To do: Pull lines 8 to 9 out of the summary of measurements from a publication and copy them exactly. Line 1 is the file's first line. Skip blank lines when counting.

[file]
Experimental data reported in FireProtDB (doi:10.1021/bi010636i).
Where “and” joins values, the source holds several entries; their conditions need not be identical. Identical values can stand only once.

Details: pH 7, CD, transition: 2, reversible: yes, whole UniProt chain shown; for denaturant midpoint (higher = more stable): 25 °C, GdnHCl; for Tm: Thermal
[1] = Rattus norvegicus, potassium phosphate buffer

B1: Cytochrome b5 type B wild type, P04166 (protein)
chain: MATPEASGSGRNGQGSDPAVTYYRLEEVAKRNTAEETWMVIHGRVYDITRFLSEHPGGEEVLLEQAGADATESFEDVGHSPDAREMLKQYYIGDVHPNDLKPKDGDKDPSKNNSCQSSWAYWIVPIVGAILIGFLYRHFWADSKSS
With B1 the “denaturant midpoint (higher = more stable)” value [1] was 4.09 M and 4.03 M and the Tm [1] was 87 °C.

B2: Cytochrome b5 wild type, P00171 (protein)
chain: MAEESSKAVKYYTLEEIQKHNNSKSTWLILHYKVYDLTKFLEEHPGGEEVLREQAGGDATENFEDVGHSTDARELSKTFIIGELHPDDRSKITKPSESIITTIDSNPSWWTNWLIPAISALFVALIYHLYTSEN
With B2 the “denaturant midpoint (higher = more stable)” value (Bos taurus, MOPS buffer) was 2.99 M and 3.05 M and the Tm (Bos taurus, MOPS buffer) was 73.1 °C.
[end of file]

B2: Cytochrome b5 wild type, P00171 (protein)
chain: MAEESSKAVKYYTLEEIQKHNNSKSTWLILHYKVYDLTKFLEEHPGGEEVLREQAGGDATENFEDVGHSTDARELSKTFIIGELHPDDRSKITKPSESIITTIDSNPSWWTNWLIPAISALFVALIYHLYTSEN